The table nods silently in affirmation as everyone considers the truth of the statement. If pressed most of them couldn’t answer exactly why they were there but they knew that they had to be. The different shapes and sizes and histories of the people around the table start to fade away as they start to see one another through the eyes of the one who came to change everything.

The mood has changed since the debates about expectations and without being told they start passing around the communal bottle of red, each tearing small pieces off of the loaf of bread.

“By the way,” the leader says, “I forgot to introduce myself earlier. My name is Paul and I’m glad you are here. I’m glad you’re here because this is kind of what it’s all supposed to look like. The gathering is a Spirit infused, multi-cultural, outwardly focused group that can bear with one another in love. It’s Christlike in the sense that we have our arms outstretched to those we know and those we don’t know. It means, on some level, that we see more than the world sees, and the last, least, lost, little, and dead are precisely the people for us.”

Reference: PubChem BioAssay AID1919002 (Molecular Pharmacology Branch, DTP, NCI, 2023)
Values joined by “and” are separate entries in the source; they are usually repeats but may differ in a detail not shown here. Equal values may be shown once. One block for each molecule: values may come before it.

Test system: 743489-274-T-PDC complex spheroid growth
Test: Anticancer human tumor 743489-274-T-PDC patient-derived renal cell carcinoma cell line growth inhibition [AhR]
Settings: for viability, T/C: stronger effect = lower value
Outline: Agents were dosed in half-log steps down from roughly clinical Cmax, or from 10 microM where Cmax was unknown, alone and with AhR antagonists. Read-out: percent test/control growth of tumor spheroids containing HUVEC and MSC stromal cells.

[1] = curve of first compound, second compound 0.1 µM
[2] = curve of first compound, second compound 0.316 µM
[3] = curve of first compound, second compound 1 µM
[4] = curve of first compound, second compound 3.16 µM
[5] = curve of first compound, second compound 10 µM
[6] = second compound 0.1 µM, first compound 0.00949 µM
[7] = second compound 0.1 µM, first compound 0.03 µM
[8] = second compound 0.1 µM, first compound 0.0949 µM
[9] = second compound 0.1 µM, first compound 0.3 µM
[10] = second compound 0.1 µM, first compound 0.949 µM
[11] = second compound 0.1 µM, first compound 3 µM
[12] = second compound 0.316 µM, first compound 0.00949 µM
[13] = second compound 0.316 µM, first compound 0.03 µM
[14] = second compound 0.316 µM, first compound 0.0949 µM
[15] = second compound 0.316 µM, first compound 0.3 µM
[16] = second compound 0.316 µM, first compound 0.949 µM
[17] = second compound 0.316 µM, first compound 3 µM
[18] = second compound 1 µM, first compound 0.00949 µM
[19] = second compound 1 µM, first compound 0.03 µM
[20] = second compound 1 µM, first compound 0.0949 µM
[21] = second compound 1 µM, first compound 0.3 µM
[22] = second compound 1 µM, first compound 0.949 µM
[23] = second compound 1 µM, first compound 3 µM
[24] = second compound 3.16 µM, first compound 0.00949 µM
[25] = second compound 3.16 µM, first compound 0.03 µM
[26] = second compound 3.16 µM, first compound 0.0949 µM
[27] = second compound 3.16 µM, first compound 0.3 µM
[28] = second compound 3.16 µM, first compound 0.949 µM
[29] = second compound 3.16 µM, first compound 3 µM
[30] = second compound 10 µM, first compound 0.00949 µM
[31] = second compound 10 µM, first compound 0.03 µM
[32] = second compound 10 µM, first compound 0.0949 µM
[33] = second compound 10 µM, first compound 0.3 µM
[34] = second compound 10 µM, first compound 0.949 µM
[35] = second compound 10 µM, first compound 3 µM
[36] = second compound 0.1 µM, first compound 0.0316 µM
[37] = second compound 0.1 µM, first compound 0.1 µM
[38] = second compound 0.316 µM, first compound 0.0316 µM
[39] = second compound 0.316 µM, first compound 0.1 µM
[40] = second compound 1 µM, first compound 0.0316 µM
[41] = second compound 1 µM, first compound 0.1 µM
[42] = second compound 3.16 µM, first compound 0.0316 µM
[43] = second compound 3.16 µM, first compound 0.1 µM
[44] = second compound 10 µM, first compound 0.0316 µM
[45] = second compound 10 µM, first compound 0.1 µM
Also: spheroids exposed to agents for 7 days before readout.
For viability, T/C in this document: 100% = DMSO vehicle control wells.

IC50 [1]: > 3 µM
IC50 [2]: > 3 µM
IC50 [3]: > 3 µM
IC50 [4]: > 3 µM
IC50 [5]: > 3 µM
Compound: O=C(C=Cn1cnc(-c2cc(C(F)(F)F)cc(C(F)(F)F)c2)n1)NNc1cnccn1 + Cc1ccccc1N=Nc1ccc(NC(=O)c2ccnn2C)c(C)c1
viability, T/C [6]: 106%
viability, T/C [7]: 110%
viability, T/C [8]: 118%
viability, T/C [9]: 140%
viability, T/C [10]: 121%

A woman sitting across the table is fidgeting with her fingers and says, “But, how are we going to organize ourselves? Don’t we need some structure?”

Paul thinks for a moment before saying, “Well, I guess we will have to institutional to some degree, but we have to avoid the many trappings of institutions. We have to steer away from self-preservation and move toward people-preservation. It’s not easy, but the gathering is a fellowship of people who are bound together by our faith in Jesus, and not an organization that exists for the sake of the organization.”

“So, we’re not a club and we’re not a civic organization?”